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"The Master . . . achieves without doing a thing." Tao Teh Ching (Steven Mitchell translation).
"The Sage . . . achieves without Ado." (John Wu translation).

When I heard I could learn life and work lessons from a devout Catholic Harvard psychiatrist (who is also personally vouched for by a person just two degrees of acquaintance removed from me), I was stoked.

I immediately signed up for Dr. Kevin Majeres' OptimalWork MasterClass. I wasn't disappointed.

The biggest thing the course taught me is this:

Your day should consist of a series of sprints.

A Sprint is a Short Time Period that You Set Aside for Specific Projects

A "sprint" is a short burst during which you entertain no self-generated distractions: no texting; no wandering around the office, looking for someone to chat with; no daydreaming.

You select a project and work on it. If someone comes into your office or your phone rings, you shift your focus to that distraction. When it's over, you go back to your project. At the end of the period, you stop.

It's easy.

Spring for an hour, break for 5-15 minutes, sprint for an hour, break.

Dr. Majeres calls these springs "The Golden Hour." (Yeah, I find the phrase kinda schmaltzy too, but there's nothing schmaltzy about Majeres' advice.)

Map Out Every Work Day

When I first get to the office, I slowly and calmly map out my day. Here's a typical notecard:

Of course, not every day is like that. Meetings, for instance, make it difficult to dial-in precise times like that, but it gives you an idea of what Dr. Majeres' "Golden Day" (his term) looks like.

You'll have to adapt the Golden Day to the specific demands of your job, but it makes your day a lot easier.

There's no need to worry about whether you're succeeding or being productive. If a person comes to your desk and bothers you, attend to him with full attention, then go back to the project. If your computer crashes or other problems arise, it doesn't matter. It's merely part of the sprint: the content of the sprint doesn't matter.

Your only obligation is to stay on task until you get to the end of the sprint.

The Work Day Features the Left Hemisphere, but Life in General Ought to Feature the Right Hemisphere

"To fill the hour--that is happiness." Ralph Waldo Emerson
"In my daily life there are no other chores than those that happen to fall into my hands. Nothing I choose." P’ang Yun, disciple of the great Zen patriarch Ma-tsu Tao-I (709-788).
"There is nothing . . . we have to choose." Jean de Caussade

One of the fundamental practices of Taoism (and, by extension, Zen) is non-practice. Work without working. Be concerned without being concerned. Seek without seeking. Try without trying.

I call them the "Wu Family." Wu-wei: non-ado (trying without trying; working without working), wu-shih: non-concern, wu-chiu: non-seeking. There are other Wu siblings, but you get the point.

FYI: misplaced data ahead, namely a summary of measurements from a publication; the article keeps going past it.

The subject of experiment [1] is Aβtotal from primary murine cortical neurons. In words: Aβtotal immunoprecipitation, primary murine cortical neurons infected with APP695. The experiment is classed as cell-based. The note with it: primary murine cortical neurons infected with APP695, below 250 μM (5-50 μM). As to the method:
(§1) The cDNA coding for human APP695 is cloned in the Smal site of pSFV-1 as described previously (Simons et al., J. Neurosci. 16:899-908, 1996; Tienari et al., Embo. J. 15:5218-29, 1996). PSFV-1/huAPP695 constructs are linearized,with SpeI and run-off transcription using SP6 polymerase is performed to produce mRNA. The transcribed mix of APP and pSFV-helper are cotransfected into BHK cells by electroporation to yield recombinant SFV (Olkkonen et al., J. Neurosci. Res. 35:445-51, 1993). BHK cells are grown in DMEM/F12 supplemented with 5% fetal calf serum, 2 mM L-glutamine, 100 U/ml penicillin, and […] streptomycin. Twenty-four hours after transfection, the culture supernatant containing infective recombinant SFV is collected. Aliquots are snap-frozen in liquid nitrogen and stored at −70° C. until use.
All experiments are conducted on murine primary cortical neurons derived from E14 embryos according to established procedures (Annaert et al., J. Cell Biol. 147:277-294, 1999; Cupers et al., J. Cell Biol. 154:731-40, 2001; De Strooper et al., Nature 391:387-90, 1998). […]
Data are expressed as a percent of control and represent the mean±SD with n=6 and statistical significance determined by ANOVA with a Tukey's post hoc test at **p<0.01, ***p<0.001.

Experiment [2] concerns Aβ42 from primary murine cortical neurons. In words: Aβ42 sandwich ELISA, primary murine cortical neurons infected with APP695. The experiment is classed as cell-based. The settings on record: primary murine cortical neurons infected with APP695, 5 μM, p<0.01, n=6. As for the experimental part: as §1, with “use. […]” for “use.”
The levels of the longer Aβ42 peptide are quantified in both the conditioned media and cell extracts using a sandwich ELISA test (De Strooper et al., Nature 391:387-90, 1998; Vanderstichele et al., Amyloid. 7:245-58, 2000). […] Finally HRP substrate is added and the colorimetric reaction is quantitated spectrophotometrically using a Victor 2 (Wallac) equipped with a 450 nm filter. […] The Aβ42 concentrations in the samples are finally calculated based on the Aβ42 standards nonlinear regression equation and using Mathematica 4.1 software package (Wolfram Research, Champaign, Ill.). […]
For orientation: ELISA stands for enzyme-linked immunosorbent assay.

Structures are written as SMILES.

Well, you probably don't. The point is not to get the point: wu-point, perhaps.

It's all paradoxical but easily grasped when you realize it's all just a matter of hemispheres colliding.

The left hemisphere practices, works, tries, seeks. That's the work day.

Afterward, the right hemisphere says, "Thanks. Good job. Now let's not think about such practical things anymore. Let's put away our explicit efforts and rest in our implicit existence."

In fact, the right hemisphere even says that while the left hemisphere is slaving away, killing those orcs, and letting us make our way in the world.

In the midst of the daily fray, the right hemisphere provides the ballast that says, "This effort is necessary but it's not ultimately real."

It doesn't meddle in the left hemisphere's affairs. The left hemisphere has its jobs, and the right hemisphere gratefully accepts its efforts. The left hemisphere, after all, is the servant and should be the one that puts in the yeoman's work.

So the left hemisphere works; the right hemisphere doesn't. The left hemisphere is concerned; the right hemisphere isn't. The left hemisphere tries; the right hemisphere doesn't.

The master is there, but it's not in the mud with its servant.

The result: you are still trying . . . but without trying. You are still concerned without being concerned.

The Golden Hour Allows the Right Hemisphere to Stay in Control While Allowing the Left Hemisphere to Get Its Work Done

The left hemisphere is typically the one that employs tools, but the Golden Hour is a tool that the right hemisphere uses. It coerces the left hemisphere into doing its job and only its job.

You see, the left hemisphere is geared toward what is practical. It's always thinking ahead: planning, trying to be efficient, and anticipating what's coming next.

So if the left hemisphere has 32 emails to answer in the morning, starts asking, "What if I don't get all these done before lunch? Is that client going to fire me? Will my boss get mad? How will I make that mortgage payment?"

If the right hemisphere is allowed to speak (the left hemisphere tends to shut out the right hemisphere whenever possible), it says, "Just answer the emails. Don't worry about the practical consequences of not getting them answered."

That's what the Golden Hour enables.

The Golden Hour chains the left hemisphere to the rock that it's hammering on. The Golden Hour builds ramparts around the left hemisphere's lane, so the left hemisphere just works on the driving.

The Golden Hour, in other words, better enables wu-wei: non-ado.

Engaging without becoming engaged.

Putting the right hemisphere in its rightful position of mastery without interfering with the left hemisphere's efforts.